© The Financial Times Ltd 2015 FT and 'Financial Times' are trademarks of The Financial Times Ltd.
December 21, 2011 6:01 pm
It’s a journey into the unknown for many of today’s children simply to enter the world of their counterparts from the 1920s. No gadgets, mobile phones or central heating here: the children in Arthur Ransome’s Lake District stories come across at first sight as an alien species, with their talk of telegrams, rotters and buttered eggs for tea.
But contemporary children watching this stage adaptation very soon jump that hurdle and cotton on to something else: that these youngsters, for all their quaint rules and customs, have an enviable freedom. The youngest only seven and the eldest 12, they are allowed to sail to an island and camp alone, swimming, building fires and making mistakes.
They are also free to let their imaginations roam and this is the touchstone for Tom Morris’s excellent staging (first seen at Bristol Old Vic last Christmas and on tour after its run here). He celebrates the children’s easy switch into fantasy and combines childlike play with stage play in a production that invites everyone, young and old, to see a couple of blankets and a pole as a brave explorer’s camp or a black bin-bag wrapped round a pair of shears as a menacing cormorant.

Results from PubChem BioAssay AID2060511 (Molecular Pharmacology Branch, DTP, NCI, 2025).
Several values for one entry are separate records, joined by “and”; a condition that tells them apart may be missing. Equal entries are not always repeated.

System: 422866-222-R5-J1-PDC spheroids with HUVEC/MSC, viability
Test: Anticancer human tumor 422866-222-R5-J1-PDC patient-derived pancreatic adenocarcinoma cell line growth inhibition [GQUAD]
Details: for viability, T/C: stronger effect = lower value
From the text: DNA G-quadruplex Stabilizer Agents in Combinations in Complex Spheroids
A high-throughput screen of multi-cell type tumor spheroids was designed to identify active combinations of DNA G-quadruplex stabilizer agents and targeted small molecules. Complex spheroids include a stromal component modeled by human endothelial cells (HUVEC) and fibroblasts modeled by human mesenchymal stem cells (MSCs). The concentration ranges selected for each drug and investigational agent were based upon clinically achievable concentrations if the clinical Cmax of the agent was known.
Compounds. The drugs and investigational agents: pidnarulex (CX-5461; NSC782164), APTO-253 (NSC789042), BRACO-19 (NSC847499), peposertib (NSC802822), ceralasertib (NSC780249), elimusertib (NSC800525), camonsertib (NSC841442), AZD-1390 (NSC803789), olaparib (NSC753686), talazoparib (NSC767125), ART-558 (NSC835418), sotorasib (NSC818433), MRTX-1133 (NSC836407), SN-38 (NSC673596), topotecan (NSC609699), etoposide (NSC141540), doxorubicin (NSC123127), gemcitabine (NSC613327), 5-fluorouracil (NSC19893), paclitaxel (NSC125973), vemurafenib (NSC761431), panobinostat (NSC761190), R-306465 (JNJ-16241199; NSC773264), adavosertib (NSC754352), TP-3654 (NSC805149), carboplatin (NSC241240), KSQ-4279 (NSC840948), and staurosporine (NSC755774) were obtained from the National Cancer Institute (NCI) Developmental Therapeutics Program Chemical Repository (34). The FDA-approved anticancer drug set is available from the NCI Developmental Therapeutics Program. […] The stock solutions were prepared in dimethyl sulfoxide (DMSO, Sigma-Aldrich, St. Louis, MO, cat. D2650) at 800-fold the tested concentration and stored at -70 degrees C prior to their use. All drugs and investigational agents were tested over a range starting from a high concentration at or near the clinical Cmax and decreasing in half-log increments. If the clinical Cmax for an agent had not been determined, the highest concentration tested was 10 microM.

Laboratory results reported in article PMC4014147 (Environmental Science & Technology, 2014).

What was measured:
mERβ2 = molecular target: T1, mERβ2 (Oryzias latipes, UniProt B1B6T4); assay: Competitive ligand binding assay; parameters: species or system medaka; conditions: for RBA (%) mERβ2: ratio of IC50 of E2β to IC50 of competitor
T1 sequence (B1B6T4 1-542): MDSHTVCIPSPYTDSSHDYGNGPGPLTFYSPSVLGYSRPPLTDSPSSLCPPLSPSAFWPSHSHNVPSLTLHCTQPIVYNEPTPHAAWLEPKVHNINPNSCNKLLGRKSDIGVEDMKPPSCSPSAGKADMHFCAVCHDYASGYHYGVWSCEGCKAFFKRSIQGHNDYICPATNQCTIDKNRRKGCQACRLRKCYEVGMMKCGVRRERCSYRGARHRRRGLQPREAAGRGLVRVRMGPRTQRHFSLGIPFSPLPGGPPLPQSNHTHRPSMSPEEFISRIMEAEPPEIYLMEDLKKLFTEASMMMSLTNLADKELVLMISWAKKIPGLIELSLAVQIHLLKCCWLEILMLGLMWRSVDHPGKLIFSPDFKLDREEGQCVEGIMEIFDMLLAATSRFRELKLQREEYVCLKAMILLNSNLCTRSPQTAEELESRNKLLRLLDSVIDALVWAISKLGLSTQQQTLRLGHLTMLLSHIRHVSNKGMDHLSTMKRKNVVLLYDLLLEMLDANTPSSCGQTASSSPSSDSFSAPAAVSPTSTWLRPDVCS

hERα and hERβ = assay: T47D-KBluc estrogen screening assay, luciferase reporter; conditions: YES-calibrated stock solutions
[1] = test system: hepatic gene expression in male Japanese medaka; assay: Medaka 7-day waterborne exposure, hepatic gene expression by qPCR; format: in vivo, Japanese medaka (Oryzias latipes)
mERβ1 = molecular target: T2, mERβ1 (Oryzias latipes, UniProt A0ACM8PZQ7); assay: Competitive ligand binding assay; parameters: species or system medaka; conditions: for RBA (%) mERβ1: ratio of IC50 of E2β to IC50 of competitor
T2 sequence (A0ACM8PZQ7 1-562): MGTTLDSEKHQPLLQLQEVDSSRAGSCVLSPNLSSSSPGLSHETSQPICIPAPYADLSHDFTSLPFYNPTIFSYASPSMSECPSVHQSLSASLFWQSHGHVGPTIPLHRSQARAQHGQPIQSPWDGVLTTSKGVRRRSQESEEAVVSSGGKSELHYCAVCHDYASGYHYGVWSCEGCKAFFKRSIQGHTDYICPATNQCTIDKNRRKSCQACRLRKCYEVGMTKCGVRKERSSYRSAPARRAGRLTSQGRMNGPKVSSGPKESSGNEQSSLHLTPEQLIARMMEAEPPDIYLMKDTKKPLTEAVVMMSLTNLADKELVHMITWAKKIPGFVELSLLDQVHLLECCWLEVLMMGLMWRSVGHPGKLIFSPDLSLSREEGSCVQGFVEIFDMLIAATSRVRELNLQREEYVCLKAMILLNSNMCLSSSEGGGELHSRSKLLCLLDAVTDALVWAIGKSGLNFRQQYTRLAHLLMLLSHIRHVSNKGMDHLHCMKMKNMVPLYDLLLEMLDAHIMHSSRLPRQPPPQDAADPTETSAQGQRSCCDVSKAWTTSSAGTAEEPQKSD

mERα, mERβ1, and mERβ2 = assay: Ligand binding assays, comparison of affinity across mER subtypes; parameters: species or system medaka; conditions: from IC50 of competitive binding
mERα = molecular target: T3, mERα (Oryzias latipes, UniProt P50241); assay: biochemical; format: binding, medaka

This cheerful ingenuity is infectious and the audience is soon playing along. First mate Helen Edmundson provides a sprightly script and able seaman Neil Hannon laces the show with songs, played on stage, that shape the mood and have a nice, peppery quality.
The actors meanwhile relish the idiosyncrasies of the children without ridiculing them. Richard Holt as the frightfully upright John reveals his character’s anxieties about living up to his remote naval father; Katie Moore is touching as the motherly, anxious Susan, forever worrying about the weather; Akiya Henry makes an exuberant, feisty Titty and Stewart Wright is lovable as the youngest child, Roger: the sort of lad who stores a slice of toast in his sock in case of emergencies. Celia Adams and Sophie Waller strut fearsomely as the dastardly Blackett sisters, who style themselves as Amazon pirates but mustn’t upset the neighbours.
This is a joyous production that works on liberating the inner child and amplifies that by having adults play the children, so that we see their future selves peeping through. And in one moving moment, the staging offers a glimpse of their wartime experiences to come, which makes their childhood freedom seem all the more precious.
Copyright The Financial Times Limited 2015. You may share using our article tools.
Please don't cut articles from FT.com and redistribute by email or post to the web.